Incredibly slow oscillations are observed on the star ε Indi

Scientists have recorded the slowest known starquakes. These surface oscillations are characteristic of the Sun and many bright stars. Now they have been found in Epsilon Indi (ε Indi), an orange dwarf located just 12 light-years away from us.

The internal structure of an orange dwarf. Source: Tania Cunha

Oscillations of ε Indi

A team of scientists, led by Tiago Campante from the Astrophysical Institute in Portugal, discovered unusually slow oscillations in the surface of ε Indi, commonly called starquakes. The ESPRESSO spectrograph, mounted on the Very Large Telescope at the European Southern Observatory, helped them in this.

ε Indi is an orange dwarf located just 11.9 light-years away from us. Its diameter is 71 percent solar, and its temperature is 4,200 °C, which is about 1,000 ° colder than our Sun.

And scientists have been able to find oscillations in this star that occur at a rate of 2.6 cm/s. Previously, similar phenomena have already been observed in main sequence stars, including the Sun. However, it was the starquakes on ε Indi that turned out to be the slowest of all that scientists had known so far.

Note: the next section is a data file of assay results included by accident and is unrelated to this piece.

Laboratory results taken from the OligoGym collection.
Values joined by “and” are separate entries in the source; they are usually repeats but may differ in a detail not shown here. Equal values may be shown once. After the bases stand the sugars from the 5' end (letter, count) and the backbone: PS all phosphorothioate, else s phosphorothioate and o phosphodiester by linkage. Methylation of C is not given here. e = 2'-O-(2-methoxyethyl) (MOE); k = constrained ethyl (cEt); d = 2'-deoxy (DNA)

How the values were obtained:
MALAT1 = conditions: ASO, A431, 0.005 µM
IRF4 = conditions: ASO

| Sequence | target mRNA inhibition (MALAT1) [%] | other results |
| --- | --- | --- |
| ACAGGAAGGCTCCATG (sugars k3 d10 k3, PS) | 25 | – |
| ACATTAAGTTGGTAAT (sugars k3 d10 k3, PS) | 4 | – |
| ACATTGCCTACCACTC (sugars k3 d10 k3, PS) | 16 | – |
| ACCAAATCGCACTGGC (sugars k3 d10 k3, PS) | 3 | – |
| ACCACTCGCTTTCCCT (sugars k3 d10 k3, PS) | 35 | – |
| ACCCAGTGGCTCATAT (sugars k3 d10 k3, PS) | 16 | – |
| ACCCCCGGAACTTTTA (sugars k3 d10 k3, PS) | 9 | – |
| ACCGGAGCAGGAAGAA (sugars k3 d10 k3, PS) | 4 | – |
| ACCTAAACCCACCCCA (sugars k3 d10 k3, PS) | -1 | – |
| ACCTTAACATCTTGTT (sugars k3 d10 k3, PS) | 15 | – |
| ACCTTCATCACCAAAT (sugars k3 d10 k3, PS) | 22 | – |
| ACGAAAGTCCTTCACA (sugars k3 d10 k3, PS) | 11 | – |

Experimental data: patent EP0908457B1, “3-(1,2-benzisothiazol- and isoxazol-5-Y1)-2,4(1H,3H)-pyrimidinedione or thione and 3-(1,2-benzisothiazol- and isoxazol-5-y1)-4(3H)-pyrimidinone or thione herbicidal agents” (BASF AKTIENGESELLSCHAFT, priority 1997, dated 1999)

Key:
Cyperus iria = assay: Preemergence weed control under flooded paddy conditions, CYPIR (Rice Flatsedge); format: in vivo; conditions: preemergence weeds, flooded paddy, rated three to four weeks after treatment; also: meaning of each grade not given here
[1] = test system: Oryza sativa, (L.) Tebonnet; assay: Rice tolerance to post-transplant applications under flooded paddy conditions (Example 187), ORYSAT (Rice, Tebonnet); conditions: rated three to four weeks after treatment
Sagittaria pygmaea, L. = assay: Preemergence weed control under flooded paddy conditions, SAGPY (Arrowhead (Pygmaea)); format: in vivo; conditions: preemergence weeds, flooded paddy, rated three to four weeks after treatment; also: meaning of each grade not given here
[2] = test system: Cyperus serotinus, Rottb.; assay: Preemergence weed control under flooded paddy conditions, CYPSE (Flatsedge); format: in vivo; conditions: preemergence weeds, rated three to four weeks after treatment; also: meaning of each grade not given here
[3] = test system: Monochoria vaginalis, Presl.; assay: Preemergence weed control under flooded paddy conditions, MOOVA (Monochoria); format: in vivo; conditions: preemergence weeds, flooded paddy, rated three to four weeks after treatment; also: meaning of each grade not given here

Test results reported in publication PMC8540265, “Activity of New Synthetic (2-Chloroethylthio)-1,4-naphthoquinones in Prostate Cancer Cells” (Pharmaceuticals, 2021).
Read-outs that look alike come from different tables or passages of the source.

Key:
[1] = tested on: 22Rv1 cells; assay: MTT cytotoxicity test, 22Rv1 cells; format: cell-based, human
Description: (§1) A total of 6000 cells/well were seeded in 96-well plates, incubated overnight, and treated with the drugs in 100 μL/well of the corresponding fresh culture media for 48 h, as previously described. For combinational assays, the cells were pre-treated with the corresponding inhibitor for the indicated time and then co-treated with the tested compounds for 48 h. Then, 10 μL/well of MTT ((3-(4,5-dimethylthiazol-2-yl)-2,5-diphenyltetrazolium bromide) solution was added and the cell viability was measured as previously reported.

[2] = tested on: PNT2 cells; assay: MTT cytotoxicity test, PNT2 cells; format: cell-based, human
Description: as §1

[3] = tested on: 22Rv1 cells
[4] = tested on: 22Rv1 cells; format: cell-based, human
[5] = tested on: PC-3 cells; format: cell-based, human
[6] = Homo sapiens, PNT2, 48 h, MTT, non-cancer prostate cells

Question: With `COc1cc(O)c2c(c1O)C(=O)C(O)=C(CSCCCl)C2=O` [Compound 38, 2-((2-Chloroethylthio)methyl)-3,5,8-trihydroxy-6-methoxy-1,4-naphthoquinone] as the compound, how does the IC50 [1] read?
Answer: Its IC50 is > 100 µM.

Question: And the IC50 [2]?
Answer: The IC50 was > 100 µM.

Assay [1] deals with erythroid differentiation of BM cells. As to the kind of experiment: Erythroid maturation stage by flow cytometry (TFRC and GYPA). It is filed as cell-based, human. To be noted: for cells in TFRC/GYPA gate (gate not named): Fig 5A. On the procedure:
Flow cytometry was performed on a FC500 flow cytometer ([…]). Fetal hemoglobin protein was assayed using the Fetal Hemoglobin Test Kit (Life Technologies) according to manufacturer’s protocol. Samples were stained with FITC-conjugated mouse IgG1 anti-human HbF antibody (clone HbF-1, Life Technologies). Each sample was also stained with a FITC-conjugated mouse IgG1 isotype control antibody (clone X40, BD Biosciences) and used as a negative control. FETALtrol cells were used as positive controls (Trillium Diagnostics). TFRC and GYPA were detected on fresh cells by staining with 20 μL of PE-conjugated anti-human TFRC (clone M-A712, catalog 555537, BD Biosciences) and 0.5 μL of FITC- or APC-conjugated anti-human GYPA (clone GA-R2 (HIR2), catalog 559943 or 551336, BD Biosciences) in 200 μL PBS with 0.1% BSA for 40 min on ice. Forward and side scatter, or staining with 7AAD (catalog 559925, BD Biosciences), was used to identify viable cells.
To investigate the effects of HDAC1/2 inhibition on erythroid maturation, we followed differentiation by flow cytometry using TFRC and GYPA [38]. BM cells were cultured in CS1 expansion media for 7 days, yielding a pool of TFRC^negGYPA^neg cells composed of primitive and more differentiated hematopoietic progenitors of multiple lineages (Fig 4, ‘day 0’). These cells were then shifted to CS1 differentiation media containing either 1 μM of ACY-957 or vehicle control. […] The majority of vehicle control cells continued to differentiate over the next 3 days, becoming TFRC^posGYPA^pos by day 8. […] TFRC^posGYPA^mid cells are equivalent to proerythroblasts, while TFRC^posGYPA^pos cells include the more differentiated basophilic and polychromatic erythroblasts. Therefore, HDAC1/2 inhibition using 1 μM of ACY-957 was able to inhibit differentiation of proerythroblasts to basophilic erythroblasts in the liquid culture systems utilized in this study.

What is the importance of a new discovery

What interested scientists the most was not the abnormally low rate of oscillations, but the fact that they occurred on such a small and cold star as ε Indi. So far, starquakes have been observed only in much larger and brighter luminaries. Scientists were generally not sure that they would be able to see similar processes on the orange dwarf.

There is nothing surprising in the oscillations of the star’s surface. However, not in relation to orange dwarfs. The fact is that the diameter of all such luminaries is 5-15 percent larger than the theory of their evolution suggests. And the oscillations of ε Indi allow us to deal with this issue.

In addition, the new research is very important for the launch of the future European space telescope PLATO, scheduled for 2026. One of its tasks is to study orange dwarfs. And now scientists know that its resolution will be sufficient for this task. 

Orange dwarfs are colder, but more active than the Sun. Therefore, they are ideal laboratories for studying many of the processes that occur on brighter stars. Scientists are confident that the means of modern asteroseismology are sufficient to solve these mysteries.

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